The FT report generated lots of attentions from the media, Hollywood, the FBI, and the U.S. Senate and Congress, but accomplished very little to bring justice for Todd’s death.

Mrs. Todd said that then-Rep. Frank Wolf (R-Va.), in his Washington office, told her that she and her husband were doing the right thing, but they weren’t going to get anywhere because of money and power.

Mary Todd was told by Wolf that Huawei had bought out Washington, and it had a law firm in every corner.

Still, Mary Todd remember receiving help from many senators and congressmen, but she believes “this story has been shut down from the highest level under the leadership of Hillary Clinton and Barack Obama.”

To continue seeking for justice to her son’s death, Mary Todd published a book: “Hard Drive: A Family’s Fight against Three Countries.” The book includes the details of the Todd family’s experiences dealing this case over the last seven years.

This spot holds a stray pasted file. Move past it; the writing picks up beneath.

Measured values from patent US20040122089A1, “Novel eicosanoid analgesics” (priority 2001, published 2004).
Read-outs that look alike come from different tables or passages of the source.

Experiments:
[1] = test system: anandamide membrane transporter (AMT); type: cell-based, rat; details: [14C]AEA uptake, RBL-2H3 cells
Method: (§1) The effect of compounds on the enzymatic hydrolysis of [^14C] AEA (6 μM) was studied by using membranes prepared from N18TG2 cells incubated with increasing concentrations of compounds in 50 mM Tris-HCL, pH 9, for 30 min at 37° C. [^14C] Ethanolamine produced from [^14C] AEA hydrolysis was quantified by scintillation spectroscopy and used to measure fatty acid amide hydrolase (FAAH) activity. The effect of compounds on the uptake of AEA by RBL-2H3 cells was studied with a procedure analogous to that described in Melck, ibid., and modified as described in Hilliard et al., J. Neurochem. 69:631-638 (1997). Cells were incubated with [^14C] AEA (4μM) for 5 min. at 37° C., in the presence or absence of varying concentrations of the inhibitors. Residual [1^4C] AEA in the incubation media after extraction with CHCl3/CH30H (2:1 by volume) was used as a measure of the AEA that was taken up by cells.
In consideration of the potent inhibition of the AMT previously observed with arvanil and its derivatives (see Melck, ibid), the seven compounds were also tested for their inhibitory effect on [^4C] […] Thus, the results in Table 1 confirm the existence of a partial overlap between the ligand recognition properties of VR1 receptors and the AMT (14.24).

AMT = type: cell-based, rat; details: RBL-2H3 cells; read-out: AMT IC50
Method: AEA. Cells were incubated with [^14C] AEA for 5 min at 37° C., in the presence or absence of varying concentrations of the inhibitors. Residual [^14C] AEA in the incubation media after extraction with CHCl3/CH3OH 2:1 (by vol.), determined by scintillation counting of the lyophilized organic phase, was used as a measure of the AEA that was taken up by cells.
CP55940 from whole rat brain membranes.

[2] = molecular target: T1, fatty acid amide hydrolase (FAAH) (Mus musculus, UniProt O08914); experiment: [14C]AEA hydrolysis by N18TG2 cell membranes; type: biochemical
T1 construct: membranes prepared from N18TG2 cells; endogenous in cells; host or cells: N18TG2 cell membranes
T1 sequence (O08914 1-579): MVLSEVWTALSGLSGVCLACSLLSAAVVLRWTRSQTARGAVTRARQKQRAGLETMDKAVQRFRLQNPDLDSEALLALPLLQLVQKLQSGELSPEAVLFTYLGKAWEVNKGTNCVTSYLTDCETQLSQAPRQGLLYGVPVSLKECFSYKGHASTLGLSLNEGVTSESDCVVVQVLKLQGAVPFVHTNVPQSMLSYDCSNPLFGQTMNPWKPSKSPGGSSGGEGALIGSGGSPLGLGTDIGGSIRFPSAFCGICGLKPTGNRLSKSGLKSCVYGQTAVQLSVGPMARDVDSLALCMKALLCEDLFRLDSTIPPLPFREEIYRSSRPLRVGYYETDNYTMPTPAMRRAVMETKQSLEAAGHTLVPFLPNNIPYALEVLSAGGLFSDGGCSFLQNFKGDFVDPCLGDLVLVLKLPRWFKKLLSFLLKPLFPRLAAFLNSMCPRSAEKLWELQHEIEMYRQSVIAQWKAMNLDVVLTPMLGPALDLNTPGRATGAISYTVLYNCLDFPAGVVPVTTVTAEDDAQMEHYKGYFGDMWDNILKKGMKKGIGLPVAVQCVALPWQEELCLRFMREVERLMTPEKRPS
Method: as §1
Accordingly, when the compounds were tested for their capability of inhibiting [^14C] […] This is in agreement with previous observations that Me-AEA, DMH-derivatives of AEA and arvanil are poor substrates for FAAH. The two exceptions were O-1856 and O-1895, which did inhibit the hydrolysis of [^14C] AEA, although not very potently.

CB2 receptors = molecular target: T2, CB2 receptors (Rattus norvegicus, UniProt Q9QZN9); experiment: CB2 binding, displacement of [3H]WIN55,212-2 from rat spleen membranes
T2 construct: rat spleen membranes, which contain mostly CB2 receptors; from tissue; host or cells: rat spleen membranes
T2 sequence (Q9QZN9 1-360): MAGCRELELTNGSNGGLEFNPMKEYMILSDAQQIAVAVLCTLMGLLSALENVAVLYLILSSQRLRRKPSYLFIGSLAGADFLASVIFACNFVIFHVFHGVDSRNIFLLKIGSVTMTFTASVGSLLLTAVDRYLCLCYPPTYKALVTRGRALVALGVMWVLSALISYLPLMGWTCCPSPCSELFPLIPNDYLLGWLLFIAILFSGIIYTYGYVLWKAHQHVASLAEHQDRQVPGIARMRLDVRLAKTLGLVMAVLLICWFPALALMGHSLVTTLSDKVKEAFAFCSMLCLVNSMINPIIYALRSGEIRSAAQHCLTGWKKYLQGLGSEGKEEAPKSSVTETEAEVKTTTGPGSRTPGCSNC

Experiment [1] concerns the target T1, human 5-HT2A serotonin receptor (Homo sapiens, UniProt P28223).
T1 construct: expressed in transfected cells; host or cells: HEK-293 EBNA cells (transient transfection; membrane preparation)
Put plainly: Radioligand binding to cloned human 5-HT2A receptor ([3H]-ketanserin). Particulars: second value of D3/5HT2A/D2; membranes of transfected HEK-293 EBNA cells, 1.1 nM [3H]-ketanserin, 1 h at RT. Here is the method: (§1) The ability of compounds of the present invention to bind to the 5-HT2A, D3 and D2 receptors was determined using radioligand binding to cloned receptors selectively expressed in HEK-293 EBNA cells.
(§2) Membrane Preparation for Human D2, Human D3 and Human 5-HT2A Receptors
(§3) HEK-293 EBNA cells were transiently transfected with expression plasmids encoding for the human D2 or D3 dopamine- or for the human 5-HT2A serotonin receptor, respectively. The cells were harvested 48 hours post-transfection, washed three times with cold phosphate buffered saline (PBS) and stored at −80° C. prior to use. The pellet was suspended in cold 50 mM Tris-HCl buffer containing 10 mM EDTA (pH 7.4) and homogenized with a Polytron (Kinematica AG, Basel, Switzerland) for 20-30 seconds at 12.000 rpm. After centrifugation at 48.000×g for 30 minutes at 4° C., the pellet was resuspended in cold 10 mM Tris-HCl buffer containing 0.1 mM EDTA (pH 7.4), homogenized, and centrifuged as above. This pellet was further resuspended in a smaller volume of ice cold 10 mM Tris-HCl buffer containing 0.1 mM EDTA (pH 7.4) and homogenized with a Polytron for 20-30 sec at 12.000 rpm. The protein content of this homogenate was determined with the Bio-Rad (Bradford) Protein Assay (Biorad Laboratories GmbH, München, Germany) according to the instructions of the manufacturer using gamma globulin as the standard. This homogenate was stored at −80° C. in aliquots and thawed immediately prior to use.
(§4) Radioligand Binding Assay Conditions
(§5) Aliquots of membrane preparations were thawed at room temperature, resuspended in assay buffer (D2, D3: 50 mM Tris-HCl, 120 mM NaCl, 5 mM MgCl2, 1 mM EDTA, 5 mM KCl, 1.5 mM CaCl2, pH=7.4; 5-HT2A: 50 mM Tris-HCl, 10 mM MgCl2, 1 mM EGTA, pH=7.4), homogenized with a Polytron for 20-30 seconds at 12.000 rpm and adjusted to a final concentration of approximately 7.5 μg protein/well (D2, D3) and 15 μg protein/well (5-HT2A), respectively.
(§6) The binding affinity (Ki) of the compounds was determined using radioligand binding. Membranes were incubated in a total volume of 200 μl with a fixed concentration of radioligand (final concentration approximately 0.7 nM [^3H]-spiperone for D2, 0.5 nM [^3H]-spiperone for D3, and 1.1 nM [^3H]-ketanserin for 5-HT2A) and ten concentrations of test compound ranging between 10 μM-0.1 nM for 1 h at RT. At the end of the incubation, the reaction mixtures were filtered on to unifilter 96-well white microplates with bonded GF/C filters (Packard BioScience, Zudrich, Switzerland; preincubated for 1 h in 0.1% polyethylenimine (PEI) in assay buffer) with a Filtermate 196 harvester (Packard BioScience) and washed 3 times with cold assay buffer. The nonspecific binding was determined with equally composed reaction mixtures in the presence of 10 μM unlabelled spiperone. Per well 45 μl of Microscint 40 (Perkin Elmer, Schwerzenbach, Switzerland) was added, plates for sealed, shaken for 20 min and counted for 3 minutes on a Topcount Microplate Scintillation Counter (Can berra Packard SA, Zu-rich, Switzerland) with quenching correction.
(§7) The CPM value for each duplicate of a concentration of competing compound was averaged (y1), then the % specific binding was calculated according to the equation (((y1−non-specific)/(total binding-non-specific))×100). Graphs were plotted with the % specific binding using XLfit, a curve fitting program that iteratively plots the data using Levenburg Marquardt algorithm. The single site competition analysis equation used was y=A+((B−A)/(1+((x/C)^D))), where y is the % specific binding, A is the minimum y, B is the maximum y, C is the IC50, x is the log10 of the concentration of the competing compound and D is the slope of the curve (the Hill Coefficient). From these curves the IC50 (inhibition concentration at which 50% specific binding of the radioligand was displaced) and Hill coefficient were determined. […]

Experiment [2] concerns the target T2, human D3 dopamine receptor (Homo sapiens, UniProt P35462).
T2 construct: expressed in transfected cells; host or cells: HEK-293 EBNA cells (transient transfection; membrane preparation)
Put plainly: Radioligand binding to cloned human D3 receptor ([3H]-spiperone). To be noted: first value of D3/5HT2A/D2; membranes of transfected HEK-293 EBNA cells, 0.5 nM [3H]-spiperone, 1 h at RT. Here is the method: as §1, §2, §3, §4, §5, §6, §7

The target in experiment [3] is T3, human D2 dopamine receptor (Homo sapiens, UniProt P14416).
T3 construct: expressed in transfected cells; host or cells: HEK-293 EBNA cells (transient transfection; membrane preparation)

Now, with the current investigations on Huawei, Mary Todd hopes new light can be shed on the investigation of Todd’s death.

Mary Todd told The Epoch Times that all the evidence and reports were recently delivered to the National Security Agency, with help from Rep. Greg Gianforte (R-Mont.).

Mary Todd’s effort has been supported by her families and friends.

“In light of the Chinese government’s apparently deliberate schemes to use its tech companies to illicitly acquire commercial and military grade technology, Americans should be particularly disturbed with the details of Dr. Todd’s case,” said Christina Villegas, who is an assistant professor of political science at California State University, San Bernardino. She is also Shane’s cousin and co-author of the book: “Hard Drive: A Family’s Fight Against Three Countries.”

Villegas, in a recent letter to Gianforte supporting the federal investigation of Huawei, said that the Huawei indictment should include investigation into the death of American engineer Shane Todd.